Their official Latin name is Vanellus meaning ‘little fan’ that refers to their flopping, flapping flight, while the name lapwing itself derives from an Old English term meaning ‘leap with a flicker in it’.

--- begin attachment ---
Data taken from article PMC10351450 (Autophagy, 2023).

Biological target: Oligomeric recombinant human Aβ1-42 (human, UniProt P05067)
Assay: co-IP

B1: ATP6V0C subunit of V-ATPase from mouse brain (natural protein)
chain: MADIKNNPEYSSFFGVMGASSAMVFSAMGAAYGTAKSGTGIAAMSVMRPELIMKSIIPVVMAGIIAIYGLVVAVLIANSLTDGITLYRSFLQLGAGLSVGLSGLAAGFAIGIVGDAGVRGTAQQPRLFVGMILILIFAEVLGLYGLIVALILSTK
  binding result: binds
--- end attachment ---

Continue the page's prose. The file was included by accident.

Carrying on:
Many return to Europe to breed at this time of year, but here in the UK, we are lucky to see pairs who have chosen to stay put and nest along our shores and in open farmland. While the males perform, females can be spotted on their nests - simple scrapes in the mud or sand from where they like to have a good view of any potential predator. Here, they will nurture, usually batches of four, well-camouflaged eggs. Both parents take responsibility for guarding the nest from predators, who they will fly at in ferocious defence or lure away from the nest with distracting flight displays.